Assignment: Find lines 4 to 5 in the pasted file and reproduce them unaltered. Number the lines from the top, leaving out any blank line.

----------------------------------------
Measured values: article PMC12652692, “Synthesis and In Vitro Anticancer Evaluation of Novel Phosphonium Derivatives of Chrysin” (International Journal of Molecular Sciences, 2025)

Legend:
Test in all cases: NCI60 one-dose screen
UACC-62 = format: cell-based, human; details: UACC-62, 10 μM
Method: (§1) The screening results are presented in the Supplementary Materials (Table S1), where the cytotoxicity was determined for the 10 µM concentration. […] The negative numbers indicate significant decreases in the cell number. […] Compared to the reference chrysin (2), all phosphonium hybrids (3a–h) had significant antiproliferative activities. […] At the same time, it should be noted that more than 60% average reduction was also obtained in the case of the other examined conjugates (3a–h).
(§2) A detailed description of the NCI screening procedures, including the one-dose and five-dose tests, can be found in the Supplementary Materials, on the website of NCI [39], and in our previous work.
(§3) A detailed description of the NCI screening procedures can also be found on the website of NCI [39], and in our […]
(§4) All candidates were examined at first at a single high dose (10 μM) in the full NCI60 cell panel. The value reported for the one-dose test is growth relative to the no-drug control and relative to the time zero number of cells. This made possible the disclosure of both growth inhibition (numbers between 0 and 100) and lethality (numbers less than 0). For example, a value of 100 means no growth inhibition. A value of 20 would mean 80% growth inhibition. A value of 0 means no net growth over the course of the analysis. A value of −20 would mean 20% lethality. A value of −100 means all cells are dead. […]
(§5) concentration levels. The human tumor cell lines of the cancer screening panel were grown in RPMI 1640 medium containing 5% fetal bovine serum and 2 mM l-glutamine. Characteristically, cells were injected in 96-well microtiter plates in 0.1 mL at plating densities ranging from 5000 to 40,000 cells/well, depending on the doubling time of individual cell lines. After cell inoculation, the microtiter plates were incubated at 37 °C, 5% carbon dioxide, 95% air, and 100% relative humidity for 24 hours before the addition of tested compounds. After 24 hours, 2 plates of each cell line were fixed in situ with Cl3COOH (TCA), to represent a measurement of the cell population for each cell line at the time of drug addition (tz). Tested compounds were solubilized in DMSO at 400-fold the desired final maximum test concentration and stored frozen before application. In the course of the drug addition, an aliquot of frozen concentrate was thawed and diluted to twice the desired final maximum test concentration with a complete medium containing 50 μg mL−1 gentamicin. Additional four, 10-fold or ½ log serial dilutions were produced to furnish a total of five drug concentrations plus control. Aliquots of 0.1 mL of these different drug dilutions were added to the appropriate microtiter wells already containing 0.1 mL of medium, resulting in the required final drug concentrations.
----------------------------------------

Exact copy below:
UACC-62 = format: cell-based, human; details: UACC-62, 10 μM
Method: (§1) The screening results are presented in the Supplementary Materials (Table S1), where the cytotoxicity was determined for the 10 µM concentration. […] The negative numbers indicate significant decreases in the cell number. […] Compared to the reference chrysin (2), all phosphonium hybrids (3a–h) had significant antiproliferative activities. […] At the same time, it should be noted that more than 60% average reduction was also obtained in the case of the other examined conjugates (3a–h).